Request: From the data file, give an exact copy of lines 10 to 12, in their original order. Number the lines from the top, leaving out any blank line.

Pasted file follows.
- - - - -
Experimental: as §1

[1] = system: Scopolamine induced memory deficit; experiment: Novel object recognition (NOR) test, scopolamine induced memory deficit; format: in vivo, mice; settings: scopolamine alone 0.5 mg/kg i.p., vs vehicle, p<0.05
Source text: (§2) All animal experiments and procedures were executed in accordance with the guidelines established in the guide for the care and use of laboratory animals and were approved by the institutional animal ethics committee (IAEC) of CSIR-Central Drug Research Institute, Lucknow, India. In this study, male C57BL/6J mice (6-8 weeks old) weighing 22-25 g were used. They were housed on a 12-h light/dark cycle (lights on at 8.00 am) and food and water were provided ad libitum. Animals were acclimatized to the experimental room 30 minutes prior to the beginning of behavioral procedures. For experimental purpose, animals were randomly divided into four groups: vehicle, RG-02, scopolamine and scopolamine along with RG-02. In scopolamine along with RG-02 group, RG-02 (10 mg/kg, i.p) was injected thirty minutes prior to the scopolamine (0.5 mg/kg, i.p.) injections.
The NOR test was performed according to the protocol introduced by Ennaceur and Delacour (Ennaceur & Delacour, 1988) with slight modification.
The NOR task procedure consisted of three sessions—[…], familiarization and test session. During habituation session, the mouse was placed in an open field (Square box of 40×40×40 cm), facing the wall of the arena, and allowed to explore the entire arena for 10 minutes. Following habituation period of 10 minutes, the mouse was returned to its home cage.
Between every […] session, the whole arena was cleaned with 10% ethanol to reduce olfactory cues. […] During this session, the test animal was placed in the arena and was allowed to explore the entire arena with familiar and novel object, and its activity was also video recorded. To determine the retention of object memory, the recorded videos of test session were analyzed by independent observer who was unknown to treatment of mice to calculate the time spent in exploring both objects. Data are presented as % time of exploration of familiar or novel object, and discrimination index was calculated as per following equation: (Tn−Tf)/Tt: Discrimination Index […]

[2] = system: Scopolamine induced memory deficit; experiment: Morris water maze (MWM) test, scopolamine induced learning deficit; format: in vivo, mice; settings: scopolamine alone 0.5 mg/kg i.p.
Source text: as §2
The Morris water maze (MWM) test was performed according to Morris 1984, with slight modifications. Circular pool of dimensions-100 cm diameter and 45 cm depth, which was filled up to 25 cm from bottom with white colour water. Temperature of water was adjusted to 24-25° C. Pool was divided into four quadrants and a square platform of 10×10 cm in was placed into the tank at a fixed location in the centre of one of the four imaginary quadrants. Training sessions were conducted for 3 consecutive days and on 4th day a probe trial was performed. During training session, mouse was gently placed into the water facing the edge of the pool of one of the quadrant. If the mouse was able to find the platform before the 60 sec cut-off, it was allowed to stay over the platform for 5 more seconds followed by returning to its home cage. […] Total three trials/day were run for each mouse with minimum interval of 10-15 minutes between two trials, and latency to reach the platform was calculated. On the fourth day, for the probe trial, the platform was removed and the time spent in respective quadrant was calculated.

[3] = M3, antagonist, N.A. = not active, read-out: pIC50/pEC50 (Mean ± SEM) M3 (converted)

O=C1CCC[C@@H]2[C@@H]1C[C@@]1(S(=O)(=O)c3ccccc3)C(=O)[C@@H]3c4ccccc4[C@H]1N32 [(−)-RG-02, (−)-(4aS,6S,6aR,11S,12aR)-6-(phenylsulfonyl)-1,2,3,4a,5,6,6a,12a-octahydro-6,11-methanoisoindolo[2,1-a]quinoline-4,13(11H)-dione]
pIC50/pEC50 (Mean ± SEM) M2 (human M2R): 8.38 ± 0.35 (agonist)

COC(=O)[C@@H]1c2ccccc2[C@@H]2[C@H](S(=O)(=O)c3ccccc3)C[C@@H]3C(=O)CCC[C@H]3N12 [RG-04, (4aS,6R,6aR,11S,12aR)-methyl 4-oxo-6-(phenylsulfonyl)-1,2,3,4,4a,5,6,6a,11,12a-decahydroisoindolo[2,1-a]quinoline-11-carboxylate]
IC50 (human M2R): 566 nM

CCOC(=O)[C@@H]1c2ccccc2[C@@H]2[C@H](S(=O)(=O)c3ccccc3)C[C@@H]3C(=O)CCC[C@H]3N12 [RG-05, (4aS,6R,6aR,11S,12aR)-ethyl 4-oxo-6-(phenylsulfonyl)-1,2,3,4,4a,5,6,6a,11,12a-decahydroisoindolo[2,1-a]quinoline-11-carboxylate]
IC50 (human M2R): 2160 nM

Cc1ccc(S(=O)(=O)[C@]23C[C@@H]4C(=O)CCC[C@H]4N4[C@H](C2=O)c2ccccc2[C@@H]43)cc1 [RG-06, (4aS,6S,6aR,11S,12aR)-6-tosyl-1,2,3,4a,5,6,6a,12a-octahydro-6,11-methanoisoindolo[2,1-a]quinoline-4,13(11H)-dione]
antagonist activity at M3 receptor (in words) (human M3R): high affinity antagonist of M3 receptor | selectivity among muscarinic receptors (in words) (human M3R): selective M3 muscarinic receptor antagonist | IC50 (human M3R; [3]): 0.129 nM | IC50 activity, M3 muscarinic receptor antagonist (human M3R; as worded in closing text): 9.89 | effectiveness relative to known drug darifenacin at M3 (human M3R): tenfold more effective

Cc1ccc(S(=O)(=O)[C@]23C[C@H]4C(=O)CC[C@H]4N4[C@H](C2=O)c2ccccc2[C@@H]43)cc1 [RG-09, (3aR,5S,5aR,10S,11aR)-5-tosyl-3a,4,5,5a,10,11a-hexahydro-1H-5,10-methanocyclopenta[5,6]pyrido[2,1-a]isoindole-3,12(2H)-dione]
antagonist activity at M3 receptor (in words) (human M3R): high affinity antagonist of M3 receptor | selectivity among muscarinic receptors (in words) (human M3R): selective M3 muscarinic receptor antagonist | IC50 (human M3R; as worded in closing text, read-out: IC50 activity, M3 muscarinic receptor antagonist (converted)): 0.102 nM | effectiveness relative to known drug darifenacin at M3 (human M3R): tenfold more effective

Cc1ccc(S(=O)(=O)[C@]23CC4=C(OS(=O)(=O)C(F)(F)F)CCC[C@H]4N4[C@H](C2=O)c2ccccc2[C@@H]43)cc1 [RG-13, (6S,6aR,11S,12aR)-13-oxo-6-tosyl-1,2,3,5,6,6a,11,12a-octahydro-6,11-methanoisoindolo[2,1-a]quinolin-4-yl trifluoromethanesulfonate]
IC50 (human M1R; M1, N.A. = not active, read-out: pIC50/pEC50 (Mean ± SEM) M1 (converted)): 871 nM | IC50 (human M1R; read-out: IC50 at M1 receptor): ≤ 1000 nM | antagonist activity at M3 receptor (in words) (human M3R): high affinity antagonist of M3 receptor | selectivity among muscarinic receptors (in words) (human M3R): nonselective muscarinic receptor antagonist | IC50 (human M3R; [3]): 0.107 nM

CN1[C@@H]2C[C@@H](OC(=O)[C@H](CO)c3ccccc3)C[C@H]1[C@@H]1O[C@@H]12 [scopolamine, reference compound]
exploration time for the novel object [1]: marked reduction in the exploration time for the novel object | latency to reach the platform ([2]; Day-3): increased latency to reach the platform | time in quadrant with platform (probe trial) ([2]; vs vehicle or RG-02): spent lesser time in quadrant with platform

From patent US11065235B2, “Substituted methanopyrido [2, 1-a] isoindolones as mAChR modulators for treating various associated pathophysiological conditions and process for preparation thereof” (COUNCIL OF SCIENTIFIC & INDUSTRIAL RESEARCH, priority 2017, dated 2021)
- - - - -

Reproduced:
[3] = M3, antagonist, N.A. = not active, read-out: pIC50/pEC50 (Mean ± SEM) M3 (converted)

O=C1CCC[C@@H]2[C@@H]1C[C@@]1(S(=O)(=O)c3ccccc3)C(=O)[C@@H]3c4ccccc4[C@H]1N32 [(−)-RG-02, (−)-(4aS,6S,6aR,11S,12aR)-6-(phenylsulfonyl)-1,2,3,4a,5,6,6a,12a-octahydro-6,11-methanoisoindolo[2,1-a]quinoline-4,13(11H)-dione]
pIC50/pEC50 (Mean ± SEM) M2 (human M2R): 8.38 ± 0.35 (agonist)